For some, the proposed EU strategy was mainly about how Europe should respond to the "new America" and its attempts to mix global pre-eminence with preemptive strikes. For others, the purpose was to get some non-aligned EU countries to take the new threats of strategic terrorism and WMD proliferation more seriously - and to convince them of the need, in some circumstances, to use force.

Yet others stressed that the Europeans had to develop a more robust form of multilateralism. Throughout the drafting period, there were strong debates - with the British and the Germans at the opposite ends of the spectrum - on what language, if any, to use on conditions for the use of force.

To the surprise of many, the document that Mr. Solana presented at the Thessalonica summit meeting in June 2003, entitled "A secure Europe in a better world," was not only an eminently readable but also a very forceful paper. It heralded a desire for a more muscular EU foreign policy. It was hailed as a great success by all 15 EU foreign ministers and those of the 10 candidate countries due to become members in May 2004. U.S. officials, too, welcomed the document, describing it as a "sign of the maturing of the [Transatlantic] relationship."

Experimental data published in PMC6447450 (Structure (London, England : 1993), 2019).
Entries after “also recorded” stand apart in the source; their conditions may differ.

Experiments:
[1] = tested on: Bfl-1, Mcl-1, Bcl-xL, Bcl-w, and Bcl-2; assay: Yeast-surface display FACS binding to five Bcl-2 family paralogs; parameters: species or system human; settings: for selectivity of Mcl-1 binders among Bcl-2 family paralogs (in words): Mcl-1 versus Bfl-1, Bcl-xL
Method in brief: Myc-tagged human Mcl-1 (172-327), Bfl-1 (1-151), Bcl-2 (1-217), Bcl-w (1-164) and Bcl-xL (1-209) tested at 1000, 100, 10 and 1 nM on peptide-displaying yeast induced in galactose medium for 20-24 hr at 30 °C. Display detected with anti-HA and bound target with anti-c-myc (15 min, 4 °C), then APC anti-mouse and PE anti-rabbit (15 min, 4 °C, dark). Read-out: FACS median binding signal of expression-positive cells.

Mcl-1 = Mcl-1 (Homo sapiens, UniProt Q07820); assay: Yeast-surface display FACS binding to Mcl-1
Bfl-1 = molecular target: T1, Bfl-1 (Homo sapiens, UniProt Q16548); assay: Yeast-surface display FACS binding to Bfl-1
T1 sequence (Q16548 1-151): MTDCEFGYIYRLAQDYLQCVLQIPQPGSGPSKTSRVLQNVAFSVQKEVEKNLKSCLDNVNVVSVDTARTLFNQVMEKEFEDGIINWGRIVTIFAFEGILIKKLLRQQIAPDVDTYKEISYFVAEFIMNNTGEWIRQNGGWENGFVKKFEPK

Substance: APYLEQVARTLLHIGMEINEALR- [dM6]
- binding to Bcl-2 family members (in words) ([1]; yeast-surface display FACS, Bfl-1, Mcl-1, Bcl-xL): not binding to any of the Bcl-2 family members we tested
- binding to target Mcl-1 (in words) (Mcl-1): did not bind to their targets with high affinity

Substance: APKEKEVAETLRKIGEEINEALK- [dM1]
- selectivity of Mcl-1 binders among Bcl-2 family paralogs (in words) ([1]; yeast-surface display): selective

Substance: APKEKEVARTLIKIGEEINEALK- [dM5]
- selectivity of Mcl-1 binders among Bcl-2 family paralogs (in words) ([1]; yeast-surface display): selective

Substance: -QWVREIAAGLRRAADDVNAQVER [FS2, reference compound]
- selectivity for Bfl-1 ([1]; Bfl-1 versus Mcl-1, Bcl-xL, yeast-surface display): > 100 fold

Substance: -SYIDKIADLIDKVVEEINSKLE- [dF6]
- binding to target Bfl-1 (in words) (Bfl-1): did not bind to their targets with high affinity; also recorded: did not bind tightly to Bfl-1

Many U.S. commentators have seized on the identification of the four threats as proof that Europe is "seeing the light." Such conclusions are understandable. They fail to appreciate, however, that while the Europeans agree with the United States on the nature of today's threats, the policy conclusions that they highlight are distinctly "European." Today's threats, as the document put it, "are more dynamic and more complex…none of the threats is purely military; each requires a mixture of instruments."